The Federal Trade Commission’s top consumer protection official has recused himself from the agency’s investigation into the Equifax Inc. data breach amid concerns that his extensive history representing companies and industry groups could compromise the FTC’s work.
Andrew Smith, the director of the FTC’s Bureau of Consumer Protection, told Bloomberg Law on Sept. 6 that he had stepped back from any part of the agency’s investigation into the Equifax breach, which saw hackers get access to around 145 million individuals’ personal information over the span of about three months last year. The FTC has been one of the lead agencies probing how the breach happened, and Equifax’s response to it.
The former Covington & Burling LLP partner represented not just Equifax but also Experian Inc., another of the big three consumer credit reporting bureaus, and the Consumer Data Industry Association, the industry group for those companies, according to Smith’s financial disclosure form.
Those conflicts raise questions for consumer advocates about how the FTC will be able to conduct its investigation into Equifax with its top consumer protection official sidelined, as well as the FTC’s plans for how it will handle Smith’s recusals.
“If you cannot engage in the single biggest investigation that the agency will likely engage in, why are you in that job?” Remington Gregg, the counsel for Public Citizen’s Civil Justice and Consumer Rights division, said in a Sept. 10 phone interview.
The FTC voted in May to appoint Smith, a veteran of the FTC’s consumer protection bureau prior to his more than a decade working in private practice at both Covington and Morrison & Foerster LLP.
However, unlike other appointments under current FTC Chairman Joseph Simons, Smith’s nomination was opposed by the two Democratic commissioners, Rohit Chopra and Rebecca Kelly Slaughter. Both said Smith’s extensive history representing companies, particularly Equifax, would lead to extensive recusals.
“The director should be our quarterback on the agency’s top priorities. But, I fear our quarterback will be spending too much time on the sidelines,” Chopra’s dissenting statement said.
The scope of Smith’s potential recusals go beyond credit reporting agencies, however.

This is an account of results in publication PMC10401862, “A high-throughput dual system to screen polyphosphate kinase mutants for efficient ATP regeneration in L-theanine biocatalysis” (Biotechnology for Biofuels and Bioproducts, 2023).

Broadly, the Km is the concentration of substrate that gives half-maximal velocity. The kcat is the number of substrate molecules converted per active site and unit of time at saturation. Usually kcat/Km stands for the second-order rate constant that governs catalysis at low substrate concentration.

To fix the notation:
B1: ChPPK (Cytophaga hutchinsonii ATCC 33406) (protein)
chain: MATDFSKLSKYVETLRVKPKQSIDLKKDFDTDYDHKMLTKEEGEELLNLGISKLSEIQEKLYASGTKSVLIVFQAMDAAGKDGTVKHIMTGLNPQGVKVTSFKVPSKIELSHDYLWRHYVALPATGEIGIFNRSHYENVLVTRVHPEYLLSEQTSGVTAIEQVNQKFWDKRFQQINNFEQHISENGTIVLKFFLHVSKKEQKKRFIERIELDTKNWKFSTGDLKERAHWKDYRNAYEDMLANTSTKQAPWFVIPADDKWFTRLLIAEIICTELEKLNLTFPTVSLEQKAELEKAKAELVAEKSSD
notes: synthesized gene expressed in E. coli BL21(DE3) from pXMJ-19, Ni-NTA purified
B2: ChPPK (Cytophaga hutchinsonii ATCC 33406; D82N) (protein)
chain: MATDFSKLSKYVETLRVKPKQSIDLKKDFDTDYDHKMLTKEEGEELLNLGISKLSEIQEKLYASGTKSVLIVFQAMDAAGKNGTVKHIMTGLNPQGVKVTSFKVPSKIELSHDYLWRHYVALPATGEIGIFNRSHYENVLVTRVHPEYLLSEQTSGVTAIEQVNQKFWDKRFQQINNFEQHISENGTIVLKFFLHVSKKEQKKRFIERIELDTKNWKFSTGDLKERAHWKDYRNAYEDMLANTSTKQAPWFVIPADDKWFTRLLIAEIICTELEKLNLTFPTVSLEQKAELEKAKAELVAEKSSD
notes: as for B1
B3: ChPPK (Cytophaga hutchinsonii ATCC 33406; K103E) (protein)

Smith has represented a host of big banks, including Wells Fargo Bank N.A., Bank of America Corp., JPMorgan Chase & Co., Goldman Sachs Group Inc., and Capital One, according to his financial disclosure.
Smith has also represented fintech firms such as PayPal Inc., Elevate Credit Inc., and Plaid Inc., pawn broker Cash America International Inc., and companies from other industries.
Smith has also represented industry groups including the American Financial Services Association, the Online Lenders Alliance and the Pharmaceutical Research and Manufacturers of America, to go along with the consumer credit bureau industry.
While Chopra and Slaughter said they doubt Smith would let his past work affect his work at the FTC, the conflict of interest rules are meant to do more than just stop the industry from having undue influence on the regulatory process.
“The law is not only trying to protect the public from impropriety but the appearance of impropriety,” Gregg said.
Federal ethics rules are not designed to deal with an official’s previous experience representing industry groups, instead mandating that officials step aside when they have a relationship with a specific company or entity over a set period of years, according to Jeff Hauser, the executive director of the Revolving Door Project, which monitors federal ethics compliance.
Current ethics guidelines do not require Smith to recuse himself from broader rulemaking efforts or other consumer protection work that implicates industrywide issues rather than company-specific work, he said.
“He can work on broader matters that will impact many companies in a field, and so long as a policy is broadly impactful, his conflicts will not be,” Hauser said in a Sept. 6 phone interview.
To date, the FTC has yet to release its plans for handling Smith’s recusals.
Smith’s chief of staff and FTC ethics lawyers handle all decisions on recusals, Smith told Bloomberg Law in a Sept. 6 interview on the sidelines of an Electronic Transactions Association conference in Washington.
But he said he is “quite sensitive” to following the ethics rules.
“The consequences of not doing so are trouble,” he said.
Public Citizen submitted a request for the FTC’s plans for handling Smith’s recusals under the Freedom of Information Act. The agency replied with 479 pages, nearly all of them heavily or partially redacted.
Gregg said he plans to appeal the FTC’s response.
“I don’t think they will be able to justify all the redactions,” he said.
Public Citizen was not the only group to raise concerns about Smith’s recusals. Sens. Elizabeth Warren (D-Mass.), Richard Blumenthal (D-Conn.), and Brian Schatz (D-Hawaii) sent a letter in May questioning Smith’s potential conflicts.
And Slaughter, one of the FTC commissioners to vote against Smith’s appointment, raised the issue in her dissent.
“To date, the plan for Bureau leadership on matters implicated by the full range of Mr. Smith’s conflicts remains unclear to me,” she said in her May 16 dissent.
The FTC did not respond to questions from Bloomberg Law about the agency’s plans for dealing with Smith’s potential conflicts. Instead, Peter Kaplan, an FTC spokesman, pointed to Simons’s statement upon Smith’s appointment.
In the statement, Simons lauded the FTC’s career staff and noted that much day-to-day work is handled by dedicated federal employees.
“When Mr. Smith is recused on a matter, I know BCP’s career managers and staff will ensure that American consumers are still well protected,” he said.
--With assistance from Lydia Beyoud
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